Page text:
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[135] letters of Holmes and Lowell, one is struck with their far less brilliant and scintillating tone and, on the other hand, with their comparative evenness and equanimity. Never by any combination of circumstances do they exhibit jealousy, suspicion, or a petty solicitude for personal fame, though they may be said, on the other hand, sometimes to verge upon the trite or even commonplace. Yet they often have most felicitous touches, as where, for instance, Longfellow speaks of “The old dull pain that runs through all of Hawthorne's writings,” or describes Captain — as “a fresh-ooking, mellow, drum-voiced Englishman,” and adds “we all look baked and dried in comparison;” or suggests that “a charming essay might be written on the Perfect Stranger,” meaning the man who is always writing to you “to turn his grindstone.” 1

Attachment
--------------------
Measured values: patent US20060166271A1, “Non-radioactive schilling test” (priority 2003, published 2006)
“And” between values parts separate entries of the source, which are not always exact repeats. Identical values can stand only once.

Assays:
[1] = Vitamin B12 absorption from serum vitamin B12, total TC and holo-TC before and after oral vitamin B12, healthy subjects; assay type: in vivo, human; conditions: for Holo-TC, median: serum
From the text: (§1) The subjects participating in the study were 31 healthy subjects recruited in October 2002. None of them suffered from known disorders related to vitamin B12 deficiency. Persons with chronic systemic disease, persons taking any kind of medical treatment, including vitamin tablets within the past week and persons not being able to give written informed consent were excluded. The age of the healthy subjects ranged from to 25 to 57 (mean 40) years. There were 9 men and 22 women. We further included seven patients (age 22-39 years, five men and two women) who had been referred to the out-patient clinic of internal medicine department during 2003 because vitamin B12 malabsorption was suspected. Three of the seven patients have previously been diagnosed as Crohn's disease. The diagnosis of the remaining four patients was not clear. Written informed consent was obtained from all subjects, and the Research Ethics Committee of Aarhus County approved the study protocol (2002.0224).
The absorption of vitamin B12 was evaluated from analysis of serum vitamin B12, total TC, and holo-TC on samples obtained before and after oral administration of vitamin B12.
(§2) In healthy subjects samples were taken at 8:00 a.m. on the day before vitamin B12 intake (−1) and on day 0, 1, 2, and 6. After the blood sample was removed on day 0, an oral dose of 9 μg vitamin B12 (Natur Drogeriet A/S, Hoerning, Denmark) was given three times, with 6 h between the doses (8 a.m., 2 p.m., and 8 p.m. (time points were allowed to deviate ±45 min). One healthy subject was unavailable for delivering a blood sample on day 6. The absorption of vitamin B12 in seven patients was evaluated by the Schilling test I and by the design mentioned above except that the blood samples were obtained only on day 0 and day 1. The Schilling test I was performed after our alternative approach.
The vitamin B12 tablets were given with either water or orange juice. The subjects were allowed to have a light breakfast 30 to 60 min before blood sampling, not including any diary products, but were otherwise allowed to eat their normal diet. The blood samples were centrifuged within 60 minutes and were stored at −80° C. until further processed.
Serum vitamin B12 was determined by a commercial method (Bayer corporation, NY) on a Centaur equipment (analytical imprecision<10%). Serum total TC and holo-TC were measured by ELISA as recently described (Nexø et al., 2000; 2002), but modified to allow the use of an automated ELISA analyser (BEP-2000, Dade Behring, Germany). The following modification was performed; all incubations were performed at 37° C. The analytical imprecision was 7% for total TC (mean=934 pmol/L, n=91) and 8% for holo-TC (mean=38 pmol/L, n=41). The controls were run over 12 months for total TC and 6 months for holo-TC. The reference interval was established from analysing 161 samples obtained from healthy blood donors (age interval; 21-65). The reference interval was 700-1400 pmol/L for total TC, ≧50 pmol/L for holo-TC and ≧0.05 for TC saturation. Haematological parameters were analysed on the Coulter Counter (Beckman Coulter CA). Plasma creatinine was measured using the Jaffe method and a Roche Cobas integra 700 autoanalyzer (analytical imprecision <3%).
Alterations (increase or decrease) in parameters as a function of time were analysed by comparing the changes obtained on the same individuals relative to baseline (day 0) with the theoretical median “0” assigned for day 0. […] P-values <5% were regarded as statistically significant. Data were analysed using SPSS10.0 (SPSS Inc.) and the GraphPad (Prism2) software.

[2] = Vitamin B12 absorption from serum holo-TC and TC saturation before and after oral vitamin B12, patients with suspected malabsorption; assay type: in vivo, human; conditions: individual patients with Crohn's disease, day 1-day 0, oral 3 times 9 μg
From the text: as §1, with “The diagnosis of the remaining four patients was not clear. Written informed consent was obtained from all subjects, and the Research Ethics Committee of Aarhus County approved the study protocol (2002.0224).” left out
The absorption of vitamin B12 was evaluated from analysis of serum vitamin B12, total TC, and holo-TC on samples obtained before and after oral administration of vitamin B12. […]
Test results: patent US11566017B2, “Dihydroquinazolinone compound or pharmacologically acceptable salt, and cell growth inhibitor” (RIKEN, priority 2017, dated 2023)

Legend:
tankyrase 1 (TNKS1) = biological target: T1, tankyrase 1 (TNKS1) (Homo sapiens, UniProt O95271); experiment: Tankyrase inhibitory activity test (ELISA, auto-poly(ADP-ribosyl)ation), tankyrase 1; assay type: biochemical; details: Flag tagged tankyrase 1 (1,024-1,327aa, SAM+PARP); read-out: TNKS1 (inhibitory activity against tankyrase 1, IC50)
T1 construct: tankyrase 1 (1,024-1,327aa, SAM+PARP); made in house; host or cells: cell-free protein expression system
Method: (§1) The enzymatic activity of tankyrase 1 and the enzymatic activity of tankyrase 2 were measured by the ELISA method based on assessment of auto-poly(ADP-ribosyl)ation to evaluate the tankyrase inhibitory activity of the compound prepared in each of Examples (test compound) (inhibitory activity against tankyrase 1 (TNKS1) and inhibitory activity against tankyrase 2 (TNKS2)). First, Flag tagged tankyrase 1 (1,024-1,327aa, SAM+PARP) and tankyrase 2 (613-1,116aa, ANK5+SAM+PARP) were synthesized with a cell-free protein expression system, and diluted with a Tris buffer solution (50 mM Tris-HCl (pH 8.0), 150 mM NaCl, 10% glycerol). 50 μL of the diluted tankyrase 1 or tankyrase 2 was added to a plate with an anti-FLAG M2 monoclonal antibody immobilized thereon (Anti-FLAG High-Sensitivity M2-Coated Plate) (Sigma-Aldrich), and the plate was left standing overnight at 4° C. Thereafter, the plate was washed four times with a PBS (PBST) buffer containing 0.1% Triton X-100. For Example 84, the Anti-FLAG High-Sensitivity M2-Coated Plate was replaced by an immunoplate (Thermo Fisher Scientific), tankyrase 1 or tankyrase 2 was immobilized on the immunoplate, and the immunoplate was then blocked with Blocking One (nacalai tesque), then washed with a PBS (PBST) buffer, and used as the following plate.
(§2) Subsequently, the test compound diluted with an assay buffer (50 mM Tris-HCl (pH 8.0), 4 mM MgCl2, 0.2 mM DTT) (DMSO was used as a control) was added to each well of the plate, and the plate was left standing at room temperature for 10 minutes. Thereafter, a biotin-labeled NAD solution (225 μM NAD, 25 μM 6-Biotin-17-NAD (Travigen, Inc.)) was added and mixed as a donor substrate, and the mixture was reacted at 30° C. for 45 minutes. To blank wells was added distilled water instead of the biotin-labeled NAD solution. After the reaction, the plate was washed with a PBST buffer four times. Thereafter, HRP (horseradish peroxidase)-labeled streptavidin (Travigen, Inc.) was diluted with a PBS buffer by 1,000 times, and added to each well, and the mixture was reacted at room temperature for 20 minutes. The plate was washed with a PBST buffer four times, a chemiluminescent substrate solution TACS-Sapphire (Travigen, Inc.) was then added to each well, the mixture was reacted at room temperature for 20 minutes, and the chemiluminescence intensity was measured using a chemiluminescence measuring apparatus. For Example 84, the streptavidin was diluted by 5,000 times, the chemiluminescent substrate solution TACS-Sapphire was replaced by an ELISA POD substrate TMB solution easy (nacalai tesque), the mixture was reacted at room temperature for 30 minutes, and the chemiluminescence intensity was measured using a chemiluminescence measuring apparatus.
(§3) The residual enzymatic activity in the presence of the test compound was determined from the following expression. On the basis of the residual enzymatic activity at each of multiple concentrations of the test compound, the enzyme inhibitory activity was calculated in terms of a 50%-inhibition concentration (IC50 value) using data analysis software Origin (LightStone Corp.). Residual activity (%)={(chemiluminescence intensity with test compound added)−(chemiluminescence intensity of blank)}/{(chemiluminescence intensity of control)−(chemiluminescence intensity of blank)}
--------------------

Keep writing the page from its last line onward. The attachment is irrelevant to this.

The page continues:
He sometimes gets very tired of people who send him large folios of poetry for “his private judgment,” and once meditates on “the great importance it is to a literary man to remain unknown till he gets his work fairly done.”

1 “ Life of Longfellow” by his brother, II. pp. 351, 362, 379.

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H. W. Longfellow (2)
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